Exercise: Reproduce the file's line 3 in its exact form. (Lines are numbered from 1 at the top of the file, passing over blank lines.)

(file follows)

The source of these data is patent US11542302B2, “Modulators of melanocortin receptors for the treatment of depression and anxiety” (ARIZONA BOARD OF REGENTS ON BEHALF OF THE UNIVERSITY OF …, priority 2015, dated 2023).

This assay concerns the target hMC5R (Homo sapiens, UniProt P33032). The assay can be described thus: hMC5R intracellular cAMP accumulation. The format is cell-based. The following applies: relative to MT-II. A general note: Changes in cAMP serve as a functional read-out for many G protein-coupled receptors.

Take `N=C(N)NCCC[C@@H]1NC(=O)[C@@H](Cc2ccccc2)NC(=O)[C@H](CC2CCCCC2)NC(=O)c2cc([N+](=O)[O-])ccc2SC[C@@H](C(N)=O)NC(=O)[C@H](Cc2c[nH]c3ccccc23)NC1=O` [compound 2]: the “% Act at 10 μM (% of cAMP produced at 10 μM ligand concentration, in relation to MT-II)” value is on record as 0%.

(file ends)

Take `N=C(N)NCCC[C@@H]1NC(=O)[C@@H](Cc2ccccc2)NC(=O)[C@H](CC2CCCCC2)NC(=O)c2cc([N+](=O)[O-])ccc2SC[C@@H](C(N)=O)NC(=O)[C@H](Cc2c[nH]c3ccccc23)NC1=O` [compound 2]: the “% Act at 10 μM (% of cAMP produced at 10 μM ligand concentration, in relation to MT-II)” value is on record as 0%.